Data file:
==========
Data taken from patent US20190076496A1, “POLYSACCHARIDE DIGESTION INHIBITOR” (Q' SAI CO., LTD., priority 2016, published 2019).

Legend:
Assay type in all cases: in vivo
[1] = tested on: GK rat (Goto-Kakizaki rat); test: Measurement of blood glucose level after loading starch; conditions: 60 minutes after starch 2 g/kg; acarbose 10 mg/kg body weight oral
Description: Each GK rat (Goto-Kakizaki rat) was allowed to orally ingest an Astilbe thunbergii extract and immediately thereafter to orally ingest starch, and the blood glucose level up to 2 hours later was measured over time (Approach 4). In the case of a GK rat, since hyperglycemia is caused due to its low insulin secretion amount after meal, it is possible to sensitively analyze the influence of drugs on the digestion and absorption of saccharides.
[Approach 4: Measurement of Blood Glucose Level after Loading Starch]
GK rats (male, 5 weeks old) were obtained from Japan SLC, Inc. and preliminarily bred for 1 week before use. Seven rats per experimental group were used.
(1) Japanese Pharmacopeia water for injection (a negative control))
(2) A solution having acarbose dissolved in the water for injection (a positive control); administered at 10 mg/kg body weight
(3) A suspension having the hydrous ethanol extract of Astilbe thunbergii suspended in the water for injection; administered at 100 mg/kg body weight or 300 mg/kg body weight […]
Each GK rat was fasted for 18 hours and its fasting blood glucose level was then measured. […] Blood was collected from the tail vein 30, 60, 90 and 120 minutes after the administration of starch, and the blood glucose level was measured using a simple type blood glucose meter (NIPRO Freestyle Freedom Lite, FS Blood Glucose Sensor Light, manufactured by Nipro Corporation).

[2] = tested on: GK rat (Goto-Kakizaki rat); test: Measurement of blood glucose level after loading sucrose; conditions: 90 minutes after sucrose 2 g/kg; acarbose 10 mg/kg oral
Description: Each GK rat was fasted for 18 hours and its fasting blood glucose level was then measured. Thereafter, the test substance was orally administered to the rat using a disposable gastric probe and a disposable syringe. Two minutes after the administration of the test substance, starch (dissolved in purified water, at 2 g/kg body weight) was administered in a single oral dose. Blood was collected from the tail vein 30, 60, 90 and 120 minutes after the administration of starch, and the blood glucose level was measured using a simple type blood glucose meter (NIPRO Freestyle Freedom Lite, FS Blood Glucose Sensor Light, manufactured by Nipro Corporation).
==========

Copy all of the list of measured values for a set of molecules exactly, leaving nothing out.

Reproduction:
Data taken from patent US20190076496A1, “POLYSACCHARIDE DIGESTION INHIBITOR” (Q' SAI CO., LTD., priority 2016, published 2019).

Legend:
Assay type in all cases: in vivo
[1] = tested on: GK rat (Goto-Kakizaki rat); test: Measurement of blood glucose level after loading starch; conditions: 60 minutes after starch 2 g/kg; acarbose 10 mg/kg body weight oral
Description: Each GK rat (Goto-Kakizaki rat) was allowed to orally ingest an Astilbe thunbergii extract and immediately thereafter to orally ingest starch, and the blood glucose level up to 2 hours later was measured over time (Approach 4). In the case of a GK rat, since hyperglycemia is caused due to its low insulin secretion amount after meal, it is possible to sensitively analyze the influence of drugs on the digestion and absorption of saccharides.
[Approach 4: Measurement of Blood Glucose Level after Loading Starch]
GK rats (male, 5 weeks old) were obtained from Japan SLC, Inc. and preliminarily bred for 1 week before use. Seven rats per experimental group were used.
(1) Japanese Pharmacopeia water for injection (a negative control))
(2) A solution having acarbose dissolved in the water for injection (a positive control); administered at 10 mg/kg body weight
(3) A suspension having the hydrous ethanol extract of Astilbe thunbergii suspended in the water for injection; administered at 100 mg/kg body weight or 300 mg/kg body weight […]
Each GK rat was fasted for 18 hours and its fasting blood glucose level was then measured. […] Blood was collected from the tail vein 30, 60, 90 and 120 minutes after the administration of starch, and the blood glucose level was measured using a simple type blood glucose meter (NIPRO Freestyle Freedom Lite, FS Blood Glucose Sensor Light, manufactured by Nipro Corporation).

[2] = tested on: GK rat (Goto-Kakizaki rat); test: Measurement of blood glucose level after loading sucrose; conditions: 90 minutes after sucrose 2 g/kg; acarbose 10 mg/kg oral
Description: Each GK rat was fasted for 18 hours and its fasting blood glucose level was then measured. Thereafter, the test substance was orally administered to the rat using a disposable gastric probe and a disposable syringe. Two minutes after the administration of the test substance, starch (dissolved in purified water, at 2 g/kg body weight) was administered in a single oral dose. Blood was collected from the tail vein 30, 60, 90 and 120 minutes after the administration of starch, and the blood glucose level was measured using a simple type blood glucose meter (NIPRO Freestyle Freedom Lite, FS Blood Glucose Sensor Light, manufactured by Nipro Corporation).